Due to the fairly slow burn rate of nitromethane, the fact that these engines run so rich doesn’t allow the fuel to burn completely, exhausting fuel that is still burning and raw fuel that ignites on contact with the oxygen in the air, causing the big flames we see coming from the headers.

Racing Blends

Racing blends are racing fuels that come from gas companies that usually specialize in nothing more than racing fuels. Although they can be used in daily drivers, they are chemically-enhanced to increase power and torque output and give us faster passes. I can’t even dream of mentioning every company that produces a racing fuel for the drag racing community, but I can touch on the larger and more well-known ones.

Sunoco is probably the most well-known producer of racing fuels due to its involvement with sanctioning bodies. Sunoco produces a blend it calls Sunoco Maximal which is a 116 octane blend of leaded racing fuel that is designed for high compression engines. If you’re using a blower or turbo, you probably don’t want this one unless it’s all that’s available.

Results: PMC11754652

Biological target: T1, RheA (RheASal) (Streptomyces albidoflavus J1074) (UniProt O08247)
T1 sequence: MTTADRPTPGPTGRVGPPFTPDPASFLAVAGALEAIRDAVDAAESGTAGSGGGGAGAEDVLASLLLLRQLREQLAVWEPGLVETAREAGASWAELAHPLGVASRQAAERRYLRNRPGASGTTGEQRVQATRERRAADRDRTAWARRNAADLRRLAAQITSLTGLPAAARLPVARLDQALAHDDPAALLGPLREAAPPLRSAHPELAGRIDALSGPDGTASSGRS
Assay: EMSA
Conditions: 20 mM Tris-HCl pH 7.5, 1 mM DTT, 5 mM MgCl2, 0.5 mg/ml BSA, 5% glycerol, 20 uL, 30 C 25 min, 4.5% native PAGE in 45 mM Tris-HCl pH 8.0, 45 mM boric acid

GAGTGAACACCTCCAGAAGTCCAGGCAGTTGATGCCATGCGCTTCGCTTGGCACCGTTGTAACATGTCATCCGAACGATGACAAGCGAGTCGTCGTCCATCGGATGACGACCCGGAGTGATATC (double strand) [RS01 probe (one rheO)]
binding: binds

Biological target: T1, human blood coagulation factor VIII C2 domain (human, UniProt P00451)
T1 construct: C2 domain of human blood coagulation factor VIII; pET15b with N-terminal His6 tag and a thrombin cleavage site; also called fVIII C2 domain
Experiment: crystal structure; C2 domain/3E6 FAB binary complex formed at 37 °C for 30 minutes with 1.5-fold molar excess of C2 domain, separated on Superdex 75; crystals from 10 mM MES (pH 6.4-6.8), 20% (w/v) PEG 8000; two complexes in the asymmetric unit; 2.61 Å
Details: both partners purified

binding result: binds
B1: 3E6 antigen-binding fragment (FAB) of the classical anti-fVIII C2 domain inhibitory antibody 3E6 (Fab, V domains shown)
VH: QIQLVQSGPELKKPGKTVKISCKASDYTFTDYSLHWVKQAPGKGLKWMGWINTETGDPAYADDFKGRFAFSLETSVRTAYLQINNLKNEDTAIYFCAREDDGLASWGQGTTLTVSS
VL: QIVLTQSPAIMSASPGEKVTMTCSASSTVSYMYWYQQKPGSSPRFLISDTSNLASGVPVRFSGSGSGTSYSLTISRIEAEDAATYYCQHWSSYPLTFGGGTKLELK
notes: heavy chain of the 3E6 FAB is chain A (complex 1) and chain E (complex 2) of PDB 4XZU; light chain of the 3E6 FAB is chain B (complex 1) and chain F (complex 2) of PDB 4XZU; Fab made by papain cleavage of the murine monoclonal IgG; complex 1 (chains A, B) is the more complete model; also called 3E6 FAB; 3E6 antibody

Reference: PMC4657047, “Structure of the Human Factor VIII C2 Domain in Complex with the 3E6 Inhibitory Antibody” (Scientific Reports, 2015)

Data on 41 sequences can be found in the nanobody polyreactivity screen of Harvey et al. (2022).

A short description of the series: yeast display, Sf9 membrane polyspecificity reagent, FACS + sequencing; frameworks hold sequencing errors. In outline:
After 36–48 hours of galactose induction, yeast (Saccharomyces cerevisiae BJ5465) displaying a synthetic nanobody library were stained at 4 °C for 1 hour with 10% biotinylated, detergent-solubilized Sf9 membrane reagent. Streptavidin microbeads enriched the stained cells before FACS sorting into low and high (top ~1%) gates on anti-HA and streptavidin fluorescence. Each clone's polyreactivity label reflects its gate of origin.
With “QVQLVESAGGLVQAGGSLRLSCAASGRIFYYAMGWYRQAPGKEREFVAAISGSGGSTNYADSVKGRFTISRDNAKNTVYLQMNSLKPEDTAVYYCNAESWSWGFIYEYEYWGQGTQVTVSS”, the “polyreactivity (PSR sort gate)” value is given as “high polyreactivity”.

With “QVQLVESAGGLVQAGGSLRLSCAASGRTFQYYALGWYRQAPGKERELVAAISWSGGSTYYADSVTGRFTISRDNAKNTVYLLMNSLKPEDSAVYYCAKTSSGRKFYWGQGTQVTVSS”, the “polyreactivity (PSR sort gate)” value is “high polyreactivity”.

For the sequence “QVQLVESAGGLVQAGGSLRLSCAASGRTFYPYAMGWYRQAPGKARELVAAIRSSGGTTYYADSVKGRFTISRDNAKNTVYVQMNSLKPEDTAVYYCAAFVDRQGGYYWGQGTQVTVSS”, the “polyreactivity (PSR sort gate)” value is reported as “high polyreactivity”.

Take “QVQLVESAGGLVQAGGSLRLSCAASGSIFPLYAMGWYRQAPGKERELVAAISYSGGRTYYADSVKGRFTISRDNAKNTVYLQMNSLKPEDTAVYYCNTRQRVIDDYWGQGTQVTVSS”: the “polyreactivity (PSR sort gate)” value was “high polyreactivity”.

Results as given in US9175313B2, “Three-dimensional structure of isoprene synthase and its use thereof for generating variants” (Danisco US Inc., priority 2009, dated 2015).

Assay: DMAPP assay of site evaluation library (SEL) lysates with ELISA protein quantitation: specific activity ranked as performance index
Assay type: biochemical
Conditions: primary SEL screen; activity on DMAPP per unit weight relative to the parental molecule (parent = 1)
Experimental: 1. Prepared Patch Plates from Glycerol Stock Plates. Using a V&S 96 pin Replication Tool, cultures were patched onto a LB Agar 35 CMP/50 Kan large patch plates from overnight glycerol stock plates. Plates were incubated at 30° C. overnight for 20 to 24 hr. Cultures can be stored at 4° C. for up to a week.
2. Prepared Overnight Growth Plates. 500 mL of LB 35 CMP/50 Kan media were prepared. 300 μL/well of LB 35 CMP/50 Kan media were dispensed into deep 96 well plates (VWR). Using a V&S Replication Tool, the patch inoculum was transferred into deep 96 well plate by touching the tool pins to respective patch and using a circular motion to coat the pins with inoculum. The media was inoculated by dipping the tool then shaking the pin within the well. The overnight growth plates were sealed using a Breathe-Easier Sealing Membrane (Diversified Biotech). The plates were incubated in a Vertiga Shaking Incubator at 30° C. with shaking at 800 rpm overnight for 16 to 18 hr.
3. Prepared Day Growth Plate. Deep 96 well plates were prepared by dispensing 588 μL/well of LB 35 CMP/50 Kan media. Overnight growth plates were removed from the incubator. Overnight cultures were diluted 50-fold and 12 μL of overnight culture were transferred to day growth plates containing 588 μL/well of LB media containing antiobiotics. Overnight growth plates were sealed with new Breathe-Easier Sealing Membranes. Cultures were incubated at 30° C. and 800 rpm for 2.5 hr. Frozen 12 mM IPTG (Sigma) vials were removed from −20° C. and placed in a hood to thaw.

VP Racing makes a few different racing fuel blends. One is what they call X16™ which is a 116 octane blend designed for engines with up to 16:1 compression, using nitrous, and making up to 300 HP. They also have VP-110™, a 110 octane blend for engines making up to 13:1 compression. They also have C12, which they advertise as one of the winningest fuels in racing history. This is for engines with compression ratios below 15:1.

Torco Racing Fuels is another company with a good history of making quality racing fuels for drag racers. Torco 116 is blended to be ideal for smaller engines with lots of boost or big engines with mild boost. Torco 118 is blended for larger engines, 500 cubes and up, with higher compression ratios, 15:1 and up. Torco also produces a nitromethane blend and a methanol blend.

Dragon Racing Fuels is a newer company with four different racing fuel series and a racing fuel concentrate. The Legend, Tarragon, and Tarragon O2 series are blends with octane ratings ranging from about 100 to over 120. The racing fuel concentrate is an octane booster that boosts pump fuel up to about 102 octane.